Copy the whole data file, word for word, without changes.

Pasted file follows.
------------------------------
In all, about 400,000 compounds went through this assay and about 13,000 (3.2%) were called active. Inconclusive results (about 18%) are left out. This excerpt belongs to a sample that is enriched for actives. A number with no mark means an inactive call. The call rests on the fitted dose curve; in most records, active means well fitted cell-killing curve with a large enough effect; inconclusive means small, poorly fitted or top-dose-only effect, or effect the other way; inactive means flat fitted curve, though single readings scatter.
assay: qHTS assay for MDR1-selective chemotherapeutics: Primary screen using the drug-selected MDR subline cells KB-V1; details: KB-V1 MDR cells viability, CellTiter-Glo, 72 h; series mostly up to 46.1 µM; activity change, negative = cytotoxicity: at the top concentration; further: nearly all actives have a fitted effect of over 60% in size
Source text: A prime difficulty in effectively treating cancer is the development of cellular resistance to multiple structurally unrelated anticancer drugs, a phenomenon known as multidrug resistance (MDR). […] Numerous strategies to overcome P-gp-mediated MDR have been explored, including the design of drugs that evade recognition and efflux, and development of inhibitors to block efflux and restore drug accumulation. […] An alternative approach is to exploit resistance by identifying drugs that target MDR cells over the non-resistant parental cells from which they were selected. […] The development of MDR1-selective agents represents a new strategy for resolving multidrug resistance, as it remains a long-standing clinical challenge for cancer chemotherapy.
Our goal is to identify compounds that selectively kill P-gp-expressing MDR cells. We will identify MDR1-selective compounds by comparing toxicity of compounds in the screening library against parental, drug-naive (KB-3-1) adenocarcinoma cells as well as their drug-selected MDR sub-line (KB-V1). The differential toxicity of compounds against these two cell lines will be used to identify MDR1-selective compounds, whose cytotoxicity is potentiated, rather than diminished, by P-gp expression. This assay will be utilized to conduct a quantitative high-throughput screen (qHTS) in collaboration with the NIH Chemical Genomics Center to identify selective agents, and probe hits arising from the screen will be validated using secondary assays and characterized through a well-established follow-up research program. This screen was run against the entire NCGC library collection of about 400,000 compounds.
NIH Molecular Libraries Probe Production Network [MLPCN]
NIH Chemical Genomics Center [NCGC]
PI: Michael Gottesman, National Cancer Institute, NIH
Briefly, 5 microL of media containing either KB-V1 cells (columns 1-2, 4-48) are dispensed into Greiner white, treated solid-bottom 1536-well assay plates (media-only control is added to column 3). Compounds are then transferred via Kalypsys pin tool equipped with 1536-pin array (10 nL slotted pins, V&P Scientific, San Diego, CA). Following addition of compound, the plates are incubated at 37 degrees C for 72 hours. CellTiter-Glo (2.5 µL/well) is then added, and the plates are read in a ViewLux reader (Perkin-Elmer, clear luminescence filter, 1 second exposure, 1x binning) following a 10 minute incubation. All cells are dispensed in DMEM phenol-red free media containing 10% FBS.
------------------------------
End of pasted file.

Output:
In all, about 400,000 compounds went through this assay and about 13,000 (3.2%) were called active. Inconclusive results (about 18%) are left out. This excerpt belongs to a sample that is enriched for actives. A number with no mark means an inactive call. The call rests on the fitted dose curve; in most records, active means well fitted cell-killing curve with a large enough effect; inconclusive means small, poorly fitted or top-dose-only effect, or effect the other way; inactive means flat fitted curve, though single readings scatter.
assay: qHTS assay for MDR1-selective chemotherapeutics: Primary screen using the drug-selected MDR subline cells KB-V1; details: KB-V1 MDR cells viability, CellTiter-Glo, 72 h; series mostly up to 46.1 µM; activity change, negative = cytotoxicity: at the top concentration; further: nearly all actives have a fitted effect of over 60% in size
Source text: A prime difficulty in effectively treating cancer is the development of cellular resistance to multiple structurally unrelated anticancer drugs, a phenomenon known as multidrug resistance (MDR). […] Numerous strategies to overcome P-gp-mediated MDR have been explored, including the design of drugs that evade recognition and efflux, and development of inhibitors to block efflux and restore drug accumulation. […] An alternative approach is to exploit resistance by identifying drugs that target MDR cells over the non-resistant parental cells from which they were selected. […] The development of MDR1-selective agents represents a new strategy for resolving multidrug resistance, as it remains a long-standing clinical challenge for cancer chemotherapy.
Our goal is to identify compounds that selectively kill P-gp-expressing MDR cells. We will identify MDR1-selective compounds by comparing toxicity of compounds in the screening library against parental, drug-naive (KB-3-1) adenocarcinoma cells as well as their drug-selected MDR sub-line (KB-V1). The differential toxicity of compounds against these two cell lines will be used to identify MDR1-selective compounds, whose cytotoxicity is potentiated, rather than diminished, by P-gp expression. This assay will be utilized to conduct a quantitative high-throughput screen (qHTS) in collaboration with the NIH Chemical Genomics Center to identify selective agents, and probe hits arising from the screen will be validated using secondary assays and characterized through a well-established follow-up research program. This screen was run against the entire NCGC library collection of about 400,000 compounds.
NIH Molecular Libraries Probe Production Network [MLPCN]
NIH Chemical Genomics Center [NCGC]
PI: Michael Gottesman, National Cancer Institute, NIH
Briefly, 5 microL of media containing either KB-V1 cells (columns 1-2, 4-48) are dispensed into Greiner white, treated solid-bottom 1536-well assay plates (media-only control is added to column 3). Compounds are then transferred via Kalypsys pin tool equipped with 1536-pin array (10 nL slotted pins, V&P Scientific, San Diego, CA). Following addition of compound, the plates are incubated at 37 degrees C for 72 hours. CellTiter-Glo (2.5 µL/well) is then added, and the plates are read in a ViewLux reader (Perkin-Elmer, clear luminescence filter, 1 second exposure, 1x binning) following a 10 minute incubation. All cells are dispensed in DMEM phenol-red free media containing 10% FBS.